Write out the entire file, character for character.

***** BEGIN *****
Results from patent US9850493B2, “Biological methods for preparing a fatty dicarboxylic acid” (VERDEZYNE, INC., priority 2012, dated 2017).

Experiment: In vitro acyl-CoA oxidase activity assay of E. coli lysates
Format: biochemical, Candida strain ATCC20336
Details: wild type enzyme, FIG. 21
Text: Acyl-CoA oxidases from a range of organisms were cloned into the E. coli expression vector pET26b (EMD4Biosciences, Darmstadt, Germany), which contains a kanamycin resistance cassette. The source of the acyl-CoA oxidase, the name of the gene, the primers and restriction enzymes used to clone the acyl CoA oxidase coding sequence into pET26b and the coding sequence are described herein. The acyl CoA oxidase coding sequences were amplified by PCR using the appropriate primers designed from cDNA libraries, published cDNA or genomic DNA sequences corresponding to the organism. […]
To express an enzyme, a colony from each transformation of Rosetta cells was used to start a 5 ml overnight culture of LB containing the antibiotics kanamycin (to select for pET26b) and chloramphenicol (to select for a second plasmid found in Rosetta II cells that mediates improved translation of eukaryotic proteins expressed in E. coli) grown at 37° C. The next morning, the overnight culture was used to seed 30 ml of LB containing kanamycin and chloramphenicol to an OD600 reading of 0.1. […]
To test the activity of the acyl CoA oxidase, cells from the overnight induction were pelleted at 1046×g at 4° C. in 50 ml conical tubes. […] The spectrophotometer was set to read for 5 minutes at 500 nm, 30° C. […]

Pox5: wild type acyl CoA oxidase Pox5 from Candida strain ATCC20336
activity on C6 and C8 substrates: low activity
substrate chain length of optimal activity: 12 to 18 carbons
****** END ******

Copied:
Results from patent US9850493B2, “Biological methods for preparing a fatty dicarboxylic acid” (VERDEZYNE, INC., priority 2012, dated 2017).

Experiment: In vitro acyl-CoA oxidase activity assay of E. coli lysates
Format: biochemical, Candida strain ATCC20336
Details: wild type enzyme, FIG. 21
Text: Acyl-CoA oxidases from a range of organisms were cloned into the E. coli expression vector pET26b (EMD4Biosciences, Darmstadt, Germany), which contains a kanamycin resistance cassette. The source of the acyl-CoA oxidase, the name of the gene, the primers and restriction enzymes used to clone the acyl CoA oxidase coding sequence into pET26b and the coding sequence are described herein. The acyl CoA oxidase coding sequences were amplified by PCR using the appropriate primers designed from cDNA libraries, published cDNA or genomic DNA sequences corresponding to the organism. […]
To express an enzyme, a colony from each transformation of Rosetta cells was used to start a 5 ml overnight culture of LB containing the antibiotics kanamycin (to select for pET26b) and chloramphenicol (to select for a second plasmid found in Rosetta II cells that mediates improved translation of eukaryotic proteins expressed in E. coli) grown at 37° C. The next morning, the overnight culture was used to seed 30 ml of LB containing kanamycin and chloramphenicol to an OD600 reading of 0.1. […]
To test the activity of the acyl CoA oxidase, cells from the overnight induction were pelleted at 1046×g at 4° C. in 50 ml conical tubes. […] The spectrophotometer was set to read for 5 minutes at 500 nm, 30° C. […]

Pox5: wild type acyl CoA oxidase Pox5 from Candida strain ATCC20336
activity on C6 and C8 substrates: low activity
substrate chain length of optimal activity: 12 to 18 carbons